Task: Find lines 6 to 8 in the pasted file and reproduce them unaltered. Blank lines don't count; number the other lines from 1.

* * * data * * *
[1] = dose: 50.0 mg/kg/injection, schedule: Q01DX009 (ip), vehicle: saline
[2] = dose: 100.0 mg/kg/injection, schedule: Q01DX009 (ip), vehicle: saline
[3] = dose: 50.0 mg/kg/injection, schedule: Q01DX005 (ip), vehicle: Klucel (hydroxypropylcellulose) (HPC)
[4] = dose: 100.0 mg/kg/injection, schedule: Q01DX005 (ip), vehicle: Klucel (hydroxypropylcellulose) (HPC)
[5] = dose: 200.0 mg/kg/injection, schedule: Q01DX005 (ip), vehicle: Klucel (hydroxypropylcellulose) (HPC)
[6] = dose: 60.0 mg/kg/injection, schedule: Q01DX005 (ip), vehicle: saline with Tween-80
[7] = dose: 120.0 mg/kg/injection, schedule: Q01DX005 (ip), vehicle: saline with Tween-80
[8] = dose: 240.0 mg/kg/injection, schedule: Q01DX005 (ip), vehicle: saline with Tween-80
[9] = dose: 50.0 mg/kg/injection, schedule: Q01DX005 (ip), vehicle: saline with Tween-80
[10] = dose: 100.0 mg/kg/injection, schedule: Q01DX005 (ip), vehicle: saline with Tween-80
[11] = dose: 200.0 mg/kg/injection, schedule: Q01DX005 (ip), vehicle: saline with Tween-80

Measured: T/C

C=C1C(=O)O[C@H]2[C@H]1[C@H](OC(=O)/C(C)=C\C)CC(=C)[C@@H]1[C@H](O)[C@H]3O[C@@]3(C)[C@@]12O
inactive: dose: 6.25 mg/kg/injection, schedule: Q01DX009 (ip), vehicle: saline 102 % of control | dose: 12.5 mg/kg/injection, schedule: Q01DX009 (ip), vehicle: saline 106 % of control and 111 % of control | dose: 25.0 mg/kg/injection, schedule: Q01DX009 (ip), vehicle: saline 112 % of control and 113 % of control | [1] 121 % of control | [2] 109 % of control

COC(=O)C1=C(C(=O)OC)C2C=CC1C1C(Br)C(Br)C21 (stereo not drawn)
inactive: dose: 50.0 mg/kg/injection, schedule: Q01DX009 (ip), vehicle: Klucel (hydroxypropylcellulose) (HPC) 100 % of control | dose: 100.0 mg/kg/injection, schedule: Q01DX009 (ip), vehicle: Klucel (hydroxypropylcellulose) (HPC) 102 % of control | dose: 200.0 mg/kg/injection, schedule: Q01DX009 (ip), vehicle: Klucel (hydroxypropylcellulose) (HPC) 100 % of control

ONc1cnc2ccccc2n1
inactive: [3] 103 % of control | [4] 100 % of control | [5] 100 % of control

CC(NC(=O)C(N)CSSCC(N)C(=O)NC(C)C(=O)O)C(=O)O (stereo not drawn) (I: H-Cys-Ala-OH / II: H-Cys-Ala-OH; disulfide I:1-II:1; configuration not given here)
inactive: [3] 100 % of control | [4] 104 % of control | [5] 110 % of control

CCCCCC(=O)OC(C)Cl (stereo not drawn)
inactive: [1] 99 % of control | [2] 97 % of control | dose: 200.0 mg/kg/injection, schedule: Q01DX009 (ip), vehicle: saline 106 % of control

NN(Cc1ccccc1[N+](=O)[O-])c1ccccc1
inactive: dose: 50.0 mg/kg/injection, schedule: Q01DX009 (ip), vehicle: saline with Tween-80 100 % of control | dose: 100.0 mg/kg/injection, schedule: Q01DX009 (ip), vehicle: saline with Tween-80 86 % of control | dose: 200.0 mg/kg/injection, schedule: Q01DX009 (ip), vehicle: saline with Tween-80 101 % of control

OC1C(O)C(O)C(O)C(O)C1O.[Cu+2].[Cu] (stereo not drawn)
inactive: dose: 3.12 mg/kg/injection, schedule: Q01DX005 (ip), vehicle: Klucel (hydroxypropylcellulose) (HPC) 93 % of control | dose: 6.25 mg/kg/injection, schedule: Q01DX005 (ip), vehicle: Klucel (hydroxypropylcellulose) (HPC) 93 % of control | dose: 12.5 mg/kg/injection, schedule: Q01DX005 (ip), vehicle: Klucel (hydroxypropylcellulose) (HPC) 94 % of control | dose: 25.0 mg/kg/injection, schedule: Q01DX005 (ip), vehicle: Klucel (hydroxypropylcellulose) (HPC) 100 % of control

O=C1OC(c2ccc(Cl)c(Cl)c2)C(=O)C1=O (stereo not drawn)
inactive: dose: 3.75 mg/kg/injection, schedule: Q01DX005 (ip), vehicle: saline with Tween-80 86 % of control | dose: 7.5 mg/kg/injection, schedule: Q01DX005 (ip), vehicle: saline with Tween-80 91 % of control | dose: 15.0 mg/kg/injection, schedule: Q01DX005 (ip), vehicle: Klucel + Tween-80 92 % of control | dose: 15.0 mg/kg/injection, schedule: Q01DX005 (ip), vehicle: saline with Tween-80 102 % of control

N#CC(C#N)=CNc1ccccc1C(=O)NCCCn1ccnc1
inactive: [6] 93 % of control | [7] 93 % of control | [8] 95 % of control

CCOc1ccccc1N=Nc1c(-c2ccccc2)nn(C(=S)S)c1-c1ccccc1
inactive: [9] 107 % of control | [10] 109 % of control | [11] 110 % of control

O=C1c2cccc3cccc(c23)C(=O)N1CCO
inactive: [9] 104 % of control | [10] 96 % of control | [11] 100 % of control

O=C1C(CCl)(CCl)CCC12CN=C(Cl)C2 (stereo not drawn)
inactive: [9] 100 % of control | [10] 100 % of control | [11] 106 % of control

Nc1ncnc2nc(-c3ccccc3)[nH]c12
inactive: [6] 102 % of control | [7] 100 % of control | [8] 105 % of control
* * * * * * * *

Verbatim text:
[6] = dose: 60.0 mg/kg/injection, schedule: Q01DX005 (ip), vehicle: saline with Tween-80
[7] = dose: 120.0 mg/kg/injection, schedule: Q01DX005 (ip), vehicle: saline with Tween-80
[8] = dose: 240.0 mg/kg/injection, schedule: Q01DX005 (ip), vehicle: saline with Tween-80